Compact Disc


29 Jun 2012
Univers Zero
Cuneiform Records
Univers Zero Live!

Univers Zero was a member of the late 1970s movement ‘Rock in Opposition’, a European collective (instigated by Henry Cow and Chris Cutler of the same) of bands committed to musical excellence and operating, by self-perpetuating accident, outside the mainstream record industry. Ten years before, major labels, as a legacy of the classical record tradition of making art available, had seemed more willing to take a chance on various ‘art’ projects; profits from one venture perhaps offsetting small losses from another. By 1980 and the post-punk era, the major record companies had got the idea that they should be the ones shaping public tastes, with a tighter grip on the profits.

 Of course, ‘musical excellence’ is a debatable concept! That Univers Zero exhibits a high standard of musicianship is clear; highly orchestrated, tight and focused ensemble playing. Its roots are in the ‘70s and the feeling that rock should rise from its ‘low’ origins to the status of a serious art form, surpass the efforts of ‘concept album’ pomp and leave behind the purely American influences that had largely dominated rock music to the early ‘70s. The market fuelled perhaps by the teenagers of the 1960s growing to adulthood, solvency, an appetite for progress, and mass availability of ‘real hi-fi’. I suppose one’s taste for this disc or the band in general will be coloured by the reader’s view of the above observations.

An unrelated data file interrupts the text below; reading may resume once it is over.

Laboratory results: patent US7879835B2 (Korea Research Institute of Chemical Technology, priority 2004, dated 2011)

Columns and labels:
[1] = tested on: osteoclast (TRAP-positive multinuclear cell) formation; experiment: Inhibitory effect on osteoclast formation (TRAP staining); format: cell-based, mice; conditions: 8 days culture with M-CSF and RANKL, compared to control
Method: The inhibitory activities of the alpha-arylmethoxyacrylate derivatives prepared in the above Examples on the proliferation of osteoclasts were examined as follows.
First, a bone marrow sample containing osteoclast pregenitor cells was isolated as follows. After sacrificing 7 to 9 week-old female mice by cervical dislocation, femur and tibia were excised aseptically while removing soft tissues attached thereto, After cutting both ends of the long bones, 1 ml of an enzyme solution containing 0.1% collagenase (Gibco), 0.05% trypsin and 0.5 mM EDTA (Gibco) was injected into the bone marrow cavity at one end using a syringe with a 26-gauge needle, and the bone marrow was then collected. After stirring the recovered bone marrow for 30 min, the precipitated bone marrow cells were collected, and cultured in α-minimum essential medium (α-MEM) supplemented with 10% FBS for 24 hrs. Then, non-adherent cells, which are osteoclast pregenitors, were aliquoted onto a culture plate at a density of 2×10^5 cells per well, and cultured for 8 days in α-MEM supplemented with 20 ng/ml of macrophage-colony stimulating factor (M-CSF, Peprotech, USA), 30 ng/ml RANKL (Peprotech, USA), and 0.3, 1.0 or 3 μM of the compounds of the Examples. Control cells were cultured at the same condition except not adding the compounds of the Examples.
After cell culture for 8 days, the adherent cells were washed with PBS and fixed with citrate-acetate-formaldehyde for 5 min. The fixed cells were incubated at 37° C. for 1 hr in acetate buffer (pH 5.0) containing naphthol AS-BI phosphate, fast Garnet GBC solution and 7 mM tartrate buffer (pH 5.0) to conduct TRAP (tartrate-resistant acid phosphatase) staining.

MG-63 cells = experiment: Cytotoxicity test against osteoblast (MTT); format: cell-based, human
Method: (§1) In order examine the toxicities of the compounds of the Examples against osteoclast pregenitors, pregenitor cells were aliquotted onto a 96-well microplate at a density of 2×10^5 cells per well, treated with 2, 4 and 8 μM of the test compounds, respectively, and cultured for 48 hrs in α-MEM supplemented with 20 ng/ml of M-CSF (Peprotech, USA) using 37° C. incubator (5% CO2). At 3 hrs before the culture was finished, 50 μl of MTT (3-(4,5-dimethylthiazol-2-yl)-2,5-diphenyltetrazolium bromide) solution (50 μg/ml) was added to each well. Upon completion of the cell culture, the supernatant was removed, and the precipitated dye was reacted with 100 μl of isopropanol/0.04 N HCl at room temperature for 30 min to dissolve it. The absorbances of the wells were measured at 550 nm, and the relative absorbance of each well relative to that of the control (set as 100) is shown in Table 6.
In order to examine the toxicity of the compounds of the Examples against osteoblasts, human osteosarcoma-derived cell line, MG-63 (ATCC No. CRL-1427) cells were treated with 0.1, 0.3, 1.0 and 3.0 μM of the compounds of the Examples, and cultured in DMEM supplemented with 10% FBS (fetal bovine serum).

This European centred movement for the advancement of rock integrated classical, folk and jazz forms; this kind of deliberate cross fertilisation – as opposed to merely adopting phrases or the style of other genres – was much more open at the time.

Of course, this is not the 1970s, and this is not a reissue from any golden era of nostalgia. The band, despite a break between 1986 and ’99, is still playing, touring and recording. This recording dates is from 2006. It is a fine recording in the European progressive tradition largely overlooked in Britain. If your record shelves or hard drives contain the likes of Magma, Zappa, Colin Towns, Henry Cow etc this album will sit nicely amidst them without sounding like more of the same.

The recording quality is excellent too, great for impressing your mates with your latest hi-fi upgrade.

Andy Craig


Le Pas Du Chat Noir

29 Jun 2012
Anouar Brahem
Anouar Brahem Le Pas Du Chat Noir

It is possible to describe this album as music by Frederic Chopin written for a kanun (a variation on the dulcimer and zither) and played side by side next to Erik Satie’s music for oud. This album merges east and west in a very melodious and poetic fashion. Anyone looking for a contemplative musical background for the end of their busy or boring day could do much worse than to sink into the very gentle and haunting sounds that this trio is playing. An accordion, a piano and an oud, it’s not a combination of instruments that inspires a great deal of excitement, quite the contrary perhaps. But here they are combined to produce tango laced musical vignettes which are intermingled with Parisian accordion and the Arabic half chords of an oud. Highly recommended to those who never thought that they may one day like classical music.

Stand out track: Pique-Nique Á Nagpur.

Reuben Klein


The Cinematic Orchestra Presents In Motion #1

22 May 2012
various artists
Motion/Ninja Tune
The Cinematic Orchestra Presents In Motion #1